Braising is a form of moist-heat cooking that breaks down connective tissues in tough cuts of meat, leaving them tender and succulent.
Most braising recipes employ the same basic steps. Once you learn the basics of how to braise meat, you'll be able to make braised beef brisket, short ribs, spare ribs — pretty much any braised meat recipe.
Finally, because tough cuts of meat tend to be cheaper, braising is a cooking technique that can save you money. This easy process takes between one and five hours.
How to Braise
- Choose the right cut of meat. The best cuts of meat for braising are heavily exercised cuts, such as those from the shoulder, leg or rump of the animal, as well as ones that contain a lot of connective tissue, like the chuck, shank, brisket, and oxtail.
- Preheat your oven to 300 F.
- Pat the meat dry with paper towels. This will help you get a nice brown crust on the meat in the next step. Trim off any excess fat.
- Heat a small amount of oil in a heavy-bottomed oven-proof braising pan or Dutch oven over high heat. When the oil is very hot, add the meat. Brown the meat for a minute or two on all sides. Remove the meat from the pan and set it aside
- Lower the heat to medium and add aromatic vegetables like chopped onions, leeks, carrots, and celery. You could also add a few cloves of garlic, peeled and crushed. Sauté for a few minutes or until the vegetables start to soften.
- Deglaze the pan with a flavorful liquid, such as stock, broth or wine. Scrape off any roasted bits (called fond) from the bottom of the pan and bring the liquid to a simmer. This liquid will add flavor to the braise. The long, slow, moist heat of braising is the best way to soften tough cuts of meat.
- Return the meat to the pot along with some sort of acidic ingredient like diced tomatoes. The acid helps break down the tough connective tissues in the meat. If you used wine in the previous step, that will work. But tomatoes are always a nice ingredient to add to a braise.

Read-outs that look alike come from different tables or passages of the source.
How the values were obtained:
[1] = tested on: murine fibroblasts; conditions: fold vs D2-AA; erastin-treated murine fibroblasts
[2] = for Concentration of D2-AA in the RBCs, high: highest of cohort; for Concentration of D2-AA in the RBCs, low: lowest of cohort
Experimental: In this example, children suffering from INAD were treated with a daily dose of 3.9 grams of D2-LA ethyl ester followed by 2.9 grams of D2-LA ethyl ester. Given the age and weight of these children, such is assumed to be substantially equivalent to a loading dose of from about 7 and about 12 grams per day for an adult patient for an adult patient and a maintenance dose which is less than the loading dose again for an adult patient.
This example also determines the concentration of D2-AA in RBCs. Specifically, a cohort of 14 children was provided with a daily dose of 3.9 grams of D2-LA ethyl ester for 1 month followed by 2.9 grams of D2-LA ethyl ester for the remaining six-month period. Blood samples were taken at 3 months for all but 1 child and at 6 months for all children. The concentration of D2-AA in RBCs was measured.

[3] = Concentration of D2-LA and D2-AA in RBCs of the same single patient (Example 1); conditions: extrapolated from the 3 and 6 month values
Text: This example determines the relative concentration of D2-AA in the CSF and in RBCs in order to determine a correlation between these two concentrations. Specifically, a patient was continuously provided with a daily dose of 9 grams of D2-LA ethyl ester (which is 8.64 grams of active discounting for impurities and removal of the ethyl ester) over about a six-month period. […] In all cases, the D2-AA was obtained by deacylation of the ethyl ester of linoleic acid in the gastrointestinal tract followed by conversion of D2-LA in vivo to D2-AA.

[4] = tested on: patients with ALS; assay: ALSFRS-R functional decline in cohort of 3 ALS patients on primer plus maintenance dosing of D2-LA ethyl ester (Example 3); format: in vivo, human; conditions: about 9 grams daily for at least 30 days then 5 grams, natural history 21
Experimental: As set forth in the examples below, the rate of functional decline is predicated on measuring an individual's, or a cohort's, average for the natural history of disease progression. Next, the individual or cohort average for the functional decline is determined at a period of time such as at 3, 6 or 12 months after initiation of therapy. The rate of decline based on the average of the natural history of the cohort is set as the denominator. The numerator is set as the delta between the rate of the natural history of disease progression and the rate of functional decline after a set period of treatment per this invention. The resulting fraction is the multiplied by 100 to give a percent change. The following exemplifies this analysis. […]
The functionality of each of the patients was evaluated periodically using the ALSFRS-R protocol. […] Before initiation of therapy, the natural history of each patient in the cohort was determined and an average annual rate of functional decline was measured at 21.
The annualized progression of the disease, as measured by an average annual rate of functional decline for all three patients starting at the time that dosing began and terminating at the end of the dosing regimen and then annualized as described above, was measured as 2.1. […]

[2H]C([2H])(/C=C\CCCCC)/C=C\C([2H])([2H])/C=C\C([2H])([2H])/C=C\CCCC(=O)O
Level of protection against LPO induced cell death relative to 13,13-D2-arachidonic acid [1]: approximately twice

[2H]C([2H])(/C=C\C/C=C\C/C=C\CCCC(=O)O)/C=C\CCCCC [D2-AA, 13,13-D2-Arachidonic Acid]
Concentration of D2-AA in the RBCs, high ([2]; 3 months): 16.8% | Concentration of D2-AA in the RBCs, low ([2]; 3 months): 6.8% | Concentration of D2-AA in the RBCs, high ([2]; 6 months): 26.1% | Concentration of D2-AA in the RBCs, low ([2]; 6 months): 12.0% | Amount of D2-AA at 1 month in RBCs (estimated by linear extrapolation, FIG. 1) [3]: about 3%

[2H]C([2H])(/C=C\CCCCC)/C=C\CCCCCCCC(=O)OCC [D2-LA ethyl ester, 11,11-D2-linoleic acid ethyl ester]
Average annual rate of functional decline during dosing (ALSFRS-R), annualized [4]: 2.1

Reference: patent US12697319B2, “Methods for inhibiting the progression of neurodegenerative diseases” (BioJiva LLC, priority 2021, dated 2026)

- Check the level of the braising liquid. The liquid should just barely cover the meat. You can now add other flavorings and seasonings, like whole peppercorns or bay leaves.
- Bring the braising liquid back to a simmer, then cover the pan with a tight-fitting lid and transfer it to the 300 F oven.
- Braise for 1 to 5 hours, depending on the size of the meat. Figure about an hour per pound.
- Remove the pan from the oven. To make a sauce or gravy from the braising liquid, first make a roux, then whisk some of the braising liquid (strain it first) into the roux until it thickens. Cook on low heat for a few minutes, then season.
- I specified an oven temperature of 300 F, but sometimes I'll go to 275 F or even 250 F if I have a larger piece of meat and want to cook it a bit longer.
- If you're braising shanks, make a few vertical (i.e., parallel to the bone) cuts in the outer membrane so that the meat won't twist out of shape while it braises. Some chefs like to remove the membrane altogether, but it's a lot of work and not really worth it. The long braising will pretty much dissolve that membrane anyway.
- Oven braising is best because the meat is cooked with indirect heat. But if you don't have an oven-safe pot, you can braise on the stovetop over low heat. You'll have to check it periodically to make sure the liquid is simmering, not boiling.
- To cool and store braised meat, it's best to leave the meat in the braising liquid so that it doesn't dry out.